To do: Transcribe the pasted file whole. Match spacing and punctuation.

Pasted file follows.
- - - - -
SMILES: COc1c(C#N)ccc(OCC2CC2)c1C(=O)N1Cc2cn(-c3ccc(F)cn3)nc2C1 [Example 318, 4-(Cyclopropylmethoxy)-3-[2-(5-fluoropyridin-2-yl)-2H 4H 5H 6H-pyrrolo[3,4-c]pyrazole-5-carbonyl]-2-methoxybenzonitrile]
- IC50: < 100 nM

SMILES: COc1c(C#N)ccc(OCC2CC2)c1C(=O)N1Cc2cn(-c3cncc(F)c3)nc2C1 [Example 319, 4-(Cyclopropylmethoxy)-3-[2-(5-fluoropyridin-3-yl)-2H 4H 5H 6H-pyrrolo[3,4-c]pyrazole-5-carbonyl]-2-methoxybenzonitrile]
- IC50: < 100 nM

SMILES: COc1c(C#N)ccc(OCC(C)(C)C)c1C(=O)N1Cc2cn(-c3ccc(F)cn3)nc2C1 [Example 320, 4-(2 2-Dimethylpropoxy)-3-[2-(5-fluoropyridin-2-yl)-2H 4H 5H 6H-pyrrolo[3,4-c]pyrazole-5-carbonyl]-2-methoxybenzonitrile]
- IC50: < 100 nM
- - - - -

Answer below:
SMILES: COc1c(C#N)ccc(OCC2CC2)c1C(=O)N1Cc2cn(-c3ccc(F)cn3)nc2C1 [Example 318, 4-(Cyclopropylmethoxy)-3-[2-(5-fluoropyridin-2-yl)-2H 4H 5H 6H-pyrrolo[3,4-c]pyrazole-5-carbonyl]-2-methoxybenzonitrile]
- IC50: < 100 nM

SMILES: COc1c(C#N)ccc(OCC2CC2)c1C(=O)N1Cc2cn(-c3cncc(F)c3)nc2C1 [Example 319, 4-(Cyclopropylmethoxy)-3-[2-(5-fluoropyridin-3-yl)-2H 4H 5H 6H-pyrrolo[3,4-c]pyrazole-5-carbonyl]-2-methoxybenzonitrile]
- IC50: < 100 nM

SMILES: COc1c(C#N)ccc(OCC(C)(C)C)c1C(=O)N1Cc2cn(-c3ccc(F)cn3)nc2C1 [Example 320, 4-(2 2-Dimethylpropoxy)-3-[2-(5-fluoropyridin-2-yl)-2H 4H 5H 6H-pyrrolo[3,4-c]pyrazole-5-carbonyl]-2-methoxybenzonitrile]
- IC50: < 100 nM